Kirk Cousins cut through San Francisco's defense through the air and on the ground in an all-around performance from Washington's starting quarterback.
Three quarterbacks started during the Washington Redskins' 26-24 victory over the San Francisco 49ers. Of the three, it was Redskins signal caller Kirk Cousins that looked the most deserving of his leadership role.
The 49ers went through two quarterbacks, Brian Hoyer and C.J. Beathard, but neither could not match the efficiency of Cousins.
Washington's sixth-year passer started the game like a veteran, going 4-of-4 with a touchdown pass to receiver Josh Doctson on the opening drive.
Cousins, who finished the game with 330 passing yards, his second highest total of the season, remained his own worst critic after the game.
"I think we did a good job as an offense," Cousins said. "It wasn't perfect, there were a couple mistakes, but all in all we did a lot of good things."
The largest missteps in his game came during the second quarter on two questionable throws. On second down, Cousins fired deep for tight end Jordan Reed, but missed by a wide margin. Jimmie Ward went horizontal and barely grabbed the interception, but after some deliberation, the referees ruled the pass incomplete. Crisis averted.
On the very next pass, Cousins again looked deep, this time for tight end Vernon Davis. Again, the ball sailed past its mark and landed in the hands of a 49ers defender. Cornerback Rashard Robinson tiptoed in bounds with the ball secured, cutting Washington's drive short.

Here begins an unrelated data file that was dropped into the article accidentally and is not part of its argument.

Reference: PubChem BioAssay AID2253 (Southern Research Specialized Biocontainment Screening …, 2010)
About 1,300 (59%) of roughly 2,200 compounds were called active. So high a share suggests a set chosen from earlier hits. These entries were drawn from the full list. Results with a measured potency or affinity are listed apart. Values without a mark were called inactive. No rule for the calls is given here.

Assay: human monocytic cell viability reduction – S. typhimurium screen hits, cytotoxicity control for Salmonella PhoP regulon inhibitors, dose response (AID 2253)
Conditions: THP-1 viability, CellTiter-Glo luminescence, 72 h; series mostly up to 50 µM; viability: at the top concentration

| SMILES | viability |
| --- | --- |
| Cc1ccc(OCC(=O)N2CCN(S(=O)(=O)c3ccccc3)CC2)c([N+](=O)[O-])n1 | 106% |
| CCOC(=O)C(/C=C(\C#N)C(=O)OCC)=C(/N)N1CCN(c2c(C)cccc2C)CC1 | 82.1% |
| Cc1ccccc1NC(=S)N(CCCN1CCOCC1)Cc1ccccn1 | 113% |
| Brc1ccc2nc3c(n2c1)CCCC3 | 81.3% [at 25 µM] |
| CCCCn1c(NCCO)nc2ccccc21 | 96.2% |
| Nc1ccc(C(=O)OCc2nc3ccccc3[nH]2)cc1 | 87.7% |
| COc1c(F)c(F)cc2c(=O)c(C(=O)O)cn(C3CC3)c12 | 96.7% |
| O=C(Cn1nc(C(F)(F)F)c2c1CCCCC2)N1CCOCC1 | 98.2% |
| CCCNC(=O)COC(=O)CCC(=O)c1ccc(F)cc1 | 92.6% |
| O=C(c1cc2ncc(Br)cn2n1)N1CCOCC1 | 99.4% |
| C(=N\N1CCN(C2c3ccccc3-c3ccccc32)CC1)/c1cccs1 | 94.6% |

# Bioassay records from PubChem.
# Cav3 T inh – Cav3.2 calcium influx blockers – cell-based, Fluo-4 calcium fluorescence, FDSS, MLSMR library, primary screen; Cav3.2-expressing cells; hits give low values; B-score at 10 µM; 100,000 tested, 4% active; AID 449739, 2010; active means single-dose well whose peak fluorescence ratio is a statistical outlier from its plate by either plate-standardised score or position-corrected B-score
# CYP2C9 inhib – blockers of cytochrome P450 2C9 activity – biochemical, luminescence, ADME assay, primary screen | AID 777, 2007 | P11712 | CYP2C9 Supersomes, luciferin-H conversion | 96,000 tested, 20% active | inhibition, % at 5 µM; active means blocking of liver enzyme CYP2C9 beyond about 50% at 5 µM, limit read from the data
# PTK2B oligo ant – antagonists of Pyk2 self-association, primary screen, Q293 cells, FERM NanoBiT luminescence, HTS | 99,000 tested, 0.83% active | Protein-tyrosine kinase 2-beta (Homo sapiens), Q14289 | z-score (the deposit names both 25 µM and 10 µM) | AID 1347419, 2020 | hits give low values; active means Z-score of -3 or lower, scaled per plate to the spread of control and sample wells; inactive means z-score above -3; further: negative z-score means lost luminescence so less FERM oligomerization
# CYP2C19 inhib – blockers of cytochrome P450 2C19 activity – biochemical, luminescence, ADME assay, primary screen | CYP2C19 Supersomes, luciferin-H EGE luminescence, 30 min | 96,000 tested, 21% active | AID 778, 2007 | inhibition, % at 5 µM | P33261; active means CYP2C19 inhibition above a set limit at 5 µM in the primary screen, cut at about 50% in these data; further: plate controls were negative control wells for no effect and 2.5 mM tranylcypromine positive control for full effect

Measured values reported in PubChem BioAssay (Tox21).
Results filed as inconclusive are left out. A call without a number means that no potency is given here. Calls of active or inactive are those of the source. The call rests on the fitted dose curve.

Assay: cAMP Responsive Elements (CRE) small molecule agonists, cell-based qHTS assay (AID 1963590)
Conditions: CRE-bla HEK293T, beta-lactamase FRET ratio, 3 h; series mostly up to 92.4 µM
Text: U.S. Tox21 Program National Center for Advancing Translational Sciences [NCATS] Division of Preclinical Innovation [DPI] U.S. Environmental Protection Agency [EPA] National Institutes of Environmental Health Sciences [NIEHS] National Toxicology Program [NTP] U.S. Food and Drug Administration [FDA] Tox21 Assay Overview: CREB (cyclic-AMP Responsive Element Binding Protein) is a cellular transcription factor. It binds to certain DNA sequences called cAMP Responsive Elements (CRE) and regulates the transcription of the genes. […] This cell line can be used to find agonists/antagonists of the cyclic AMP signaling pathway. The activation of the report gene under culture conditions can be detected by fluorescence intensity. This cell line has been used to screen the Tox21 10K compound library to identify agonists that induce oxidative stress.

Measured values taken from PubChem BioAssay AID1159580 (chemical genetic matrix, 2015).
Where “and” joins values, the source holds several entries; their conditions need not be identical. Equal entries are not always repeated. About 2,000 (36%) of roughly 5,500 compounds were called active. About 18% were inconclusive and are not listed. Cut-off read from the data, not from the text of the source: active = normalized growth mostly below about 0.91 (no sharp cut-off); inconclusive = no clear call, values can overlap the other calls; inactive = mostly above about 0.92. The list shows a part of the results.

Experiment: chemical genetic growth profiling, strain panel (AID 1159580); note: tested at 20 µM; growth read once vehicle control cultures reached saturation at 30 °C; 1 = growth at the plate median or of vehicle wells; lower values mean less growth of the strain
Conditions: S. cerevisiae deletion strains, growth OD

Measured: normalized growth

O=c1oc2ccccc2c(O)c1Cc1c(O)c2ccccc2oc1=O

"I thought he played efficient," said Redskins head coach Jay Gruden. "He had the one pick on third-and-long. It was bad play design by us, but it was like a punt so it didn't hurt us at all."
Check out the top images from the Washington Redskins' offense in their 2017 Week 6 matchup against the San Francisco 49ers Oct. 15, 2017, at FedExField.
Cousins made up for the missed throw to Davis by throwing a laser that ended with the 33-year old tight end sprinting 51 yards to the San Francisco 22-yard line. The offense slowly crept up to the goal line before Gruden called in read-option. Cousins yanked the ball from running back Samaje Perine's arms and took it himself, barely missing the crashing defensive end before reaching the end zone.
Cousins, who ran a handful of options in the game, finished as the team's second leading rusher with 26 yards on four carries. Gruden admitted that those types of play calls are not his favorite.
"I don't love it, but I do like it. It gets the numbers back in your favor a little bit," Gruden said. "Obviously, Kirk is not exactly the read-option quarterback that you would be looking for if you were looking for a read-option quarterback, but he's very effective at it. You know, those are huge plays for us."
When Cousins wasn't taking off down the field, he was playing with confidence and poise, often wisely checking down to the safest option to avoid further turnovers. Running back Chris Thompson, one of Cousins' favorite checkdowns, ended up as the team's leading receiver with 105 yards on four receptions. Perine also made an impact in the passing game, taking a checkdown in the red zone three yards for his first career touchdown.
Of the receivers, Cousins favored fourth-year Ryan Grant. With three catches and 39 yards. Cousins said he was excited to get Grant and the other receivers more involved in the passing game.
"There are times when I can keep watching the film and I'll go back and feel like he could've caught two or three more passes but I didn't do a good job of getting him the football," Cousins said. "He has all the tools, and now in his fourth year there's a lot of confidence and experience there, so he's going to keep getting better as well."